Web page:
Fake iTunes Gift Certificate Could Ruin Your Black Friday
By Tony Bradley
Tomorrow is Black Friday—the official kick off of the holiday shopping frenzy here in the United States, and a day where every business in the world seems to run some sort of special deal to lure shoppers in. Malware developers are looking to get in on some of the Black Friday action as well.
The Sophos Naked Security blog reports that there are fake iTunes gift certificates being distributed via email which are actually malware-laden file attachments. The prospect of a free $50 to spend shopping on iTunes is a compelling deal for rabid Black Friday shoppers.
Given the economic malaise that continues to drag on around the world, it is easy to see why people might jump at this bait any time. When you mix it in with the avalanche of emails advertising Black Friday bargains, and the expectation that a few retailers will have awesome deals worth fighting for, it is even easier to understand why many might click on a file attachment that promises $50 to spend on iTunes.
I have paraphrased the basic guidance from Sophos–which was paraphrased from USA Today–to help you avoid suspicious or malicious Black Friday deals:
Protect Your Information
Legitimate businesses—at least reputable, respectable companies worthy of doing business with—will not ask you to share sensitive data via email, or with a link in an unsolicited email message. Any message that directs you to type your username, password, credit card or bank account numbers, Social Security number, or any other personal or sensitive information should be treated with suspicion.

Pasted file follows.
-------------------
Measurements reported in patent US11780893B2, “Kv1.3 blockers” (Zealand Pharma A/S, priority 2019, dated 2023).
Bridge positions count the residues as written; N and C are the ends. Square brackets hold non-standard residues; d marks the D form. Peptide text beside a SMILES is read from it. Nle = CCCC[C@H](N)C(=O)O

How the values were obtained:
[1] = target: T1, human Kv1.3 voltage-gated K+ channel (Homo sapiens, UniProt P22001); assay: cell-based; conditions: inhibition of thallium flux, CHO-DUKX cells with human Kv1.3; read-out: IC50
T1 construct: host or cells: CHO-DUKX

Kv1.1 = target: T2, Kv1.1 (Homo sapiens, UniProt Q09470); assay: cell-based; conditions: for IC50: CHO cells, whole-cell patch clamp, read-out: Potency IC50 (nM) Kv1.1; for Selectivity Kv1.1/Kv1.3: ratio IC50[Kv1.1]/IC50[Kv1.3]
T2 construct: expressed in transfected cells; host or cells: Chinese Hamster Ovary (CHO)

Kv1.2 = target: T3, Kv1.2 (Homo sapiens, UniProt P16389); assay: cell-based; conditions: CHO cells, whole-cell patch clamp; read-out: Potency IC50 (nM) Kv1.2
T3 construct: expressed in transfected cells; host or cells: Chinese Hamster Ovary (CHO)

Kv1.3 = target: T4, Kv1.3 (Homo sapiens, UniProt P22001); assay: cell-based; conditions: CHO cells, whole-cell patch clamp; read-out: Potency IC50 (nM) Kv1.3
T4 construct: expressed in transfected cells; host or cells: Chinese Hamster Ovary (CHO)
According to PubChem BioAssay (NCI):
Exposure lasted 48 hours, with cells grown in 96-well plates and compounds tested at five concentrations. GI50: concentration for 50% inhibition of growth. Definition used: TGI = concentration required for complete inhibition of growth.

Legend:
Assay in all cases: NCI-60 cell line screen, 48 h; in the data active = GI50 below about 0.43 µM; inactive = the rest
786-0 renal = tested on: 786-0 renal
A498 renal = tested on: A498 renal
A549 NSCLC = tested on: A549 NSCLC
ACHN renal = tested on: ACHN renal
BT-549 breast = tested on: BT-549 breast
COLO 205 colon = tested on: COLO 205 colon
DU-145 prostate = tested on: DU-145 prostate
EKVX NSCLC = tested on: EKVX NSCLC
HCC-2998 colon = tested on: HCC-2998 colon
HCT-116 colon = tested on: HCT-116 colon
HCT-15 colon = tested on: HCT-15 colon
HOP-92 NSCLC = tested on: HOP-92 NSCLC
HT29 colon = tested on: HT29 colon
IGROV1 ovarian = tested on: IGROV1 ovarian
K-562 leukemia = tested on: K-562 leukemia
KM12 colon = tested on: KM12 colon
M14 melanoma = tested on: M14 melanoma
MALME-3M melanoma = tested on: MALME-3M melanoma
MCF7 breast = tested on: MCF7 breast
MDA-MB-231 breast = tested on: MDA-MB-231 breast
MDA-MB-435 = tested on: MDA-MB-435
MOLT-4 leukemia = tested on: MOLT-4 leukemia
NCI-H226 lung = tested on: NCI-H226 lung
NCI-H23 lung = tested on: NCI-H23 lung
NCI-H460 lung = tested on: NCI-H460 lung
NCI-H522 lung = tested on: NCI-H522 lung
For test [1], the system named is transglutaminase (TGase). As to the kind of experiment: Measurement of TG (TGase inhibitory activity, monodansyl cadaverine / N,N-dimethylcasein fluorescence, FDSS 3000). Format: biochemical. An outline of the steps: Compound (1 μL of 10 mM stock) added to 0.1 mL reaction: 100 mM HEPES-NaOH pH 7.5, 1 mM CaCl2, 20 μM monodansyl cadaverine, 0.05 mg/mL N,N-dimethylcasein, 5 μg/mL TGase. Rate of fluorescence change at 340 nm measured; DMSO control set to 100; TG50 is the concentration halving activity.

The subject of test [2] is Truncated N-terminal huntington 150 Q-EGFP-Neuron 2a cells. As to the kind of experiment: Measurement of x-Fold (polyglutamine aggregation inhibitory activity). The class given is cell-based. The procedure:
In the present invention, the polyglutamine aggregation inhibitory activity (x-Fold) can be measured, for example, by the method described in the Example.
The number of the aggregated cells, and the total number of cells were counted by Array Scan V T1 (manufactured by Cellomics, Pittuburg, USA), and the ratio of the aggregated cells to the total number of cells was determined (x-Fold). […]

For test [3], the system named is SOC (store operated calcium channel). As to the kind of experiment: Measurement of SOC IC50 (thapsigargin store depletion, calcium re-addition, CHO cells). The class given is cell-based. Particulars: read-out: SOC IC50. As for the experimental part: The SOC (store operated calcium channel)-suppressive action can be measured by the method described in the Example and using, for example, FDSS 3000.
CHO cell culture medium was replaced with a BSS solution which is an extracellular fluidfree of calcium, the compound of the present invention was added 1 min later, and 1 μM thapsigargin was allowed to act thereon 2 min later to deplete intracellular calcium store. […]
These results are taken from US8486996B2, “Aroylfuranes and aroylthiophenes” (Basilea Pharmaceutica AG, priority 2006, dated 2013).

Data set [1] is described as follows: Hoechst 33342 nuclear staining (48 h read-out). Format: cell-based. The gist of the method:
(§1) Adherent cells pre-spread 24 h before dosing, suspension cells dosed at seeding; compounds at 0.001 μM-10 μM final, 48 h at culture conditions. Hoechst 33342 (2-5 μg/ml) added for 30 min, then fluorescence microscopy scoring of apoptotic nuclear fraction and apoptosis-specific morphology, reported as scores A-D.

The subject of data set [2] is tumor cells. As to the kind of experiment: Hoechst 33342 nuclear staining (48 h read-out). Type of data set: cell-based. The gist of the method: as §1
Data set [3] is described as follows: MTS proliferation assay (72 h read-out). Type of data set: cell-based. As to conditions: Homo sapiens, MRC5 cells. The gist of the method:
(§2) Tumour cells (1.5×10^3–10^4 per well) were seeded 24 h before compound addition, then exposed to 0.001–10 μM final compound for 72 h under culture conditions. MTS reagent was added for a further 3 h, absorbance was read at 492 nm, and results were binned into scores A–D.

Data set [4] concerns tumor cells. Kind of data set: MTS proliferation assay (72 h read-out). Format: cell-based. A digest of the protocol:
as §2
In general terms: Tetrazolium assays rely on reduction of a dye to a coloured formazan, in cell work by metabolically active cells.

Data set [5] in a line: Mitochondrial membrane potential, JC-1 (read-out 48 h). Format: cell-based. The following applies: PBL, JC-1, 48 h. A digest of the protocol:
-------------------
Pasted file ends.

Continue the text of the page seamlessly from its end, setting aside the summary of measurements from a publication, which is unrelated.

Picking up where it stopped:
Beware False Urgency
As long as there have been email spam and phishing scams, attackers have used urgency as a tactic to make people act. Think twice (or three or four times) before you click on any link or open any file attachment on an email message that implores you to act now. Generally, this is nothing more than a ploy to get you to act quickly before your common sense kicks in.
Don’t Trust Everyone
Another common tactic as old as email spam is to have the spam or phishing message come from someone you know. It may be that someone you know has been infected, and a virus or worm has infiltrated their contacts to send out messages to everyone they know in order to propagate the threat, or it may just be a case of a spam or phishing message that has spoofed the “From” information of the message to make it appear as if it is from someone you know. Either way, if it seems weird or out of character, it probably is. Don’t click a link or open a file attachment that seems suspicious just because it appears to be from someone you know.
Enjoy your Thanksgiving. If you’re one of the dedicated, intrepid shoppers who will venture out for Black Friday bargains, have fun. Just don’t be in such a hurry to get a great deal that you let down your guard and end up compromising your PC.
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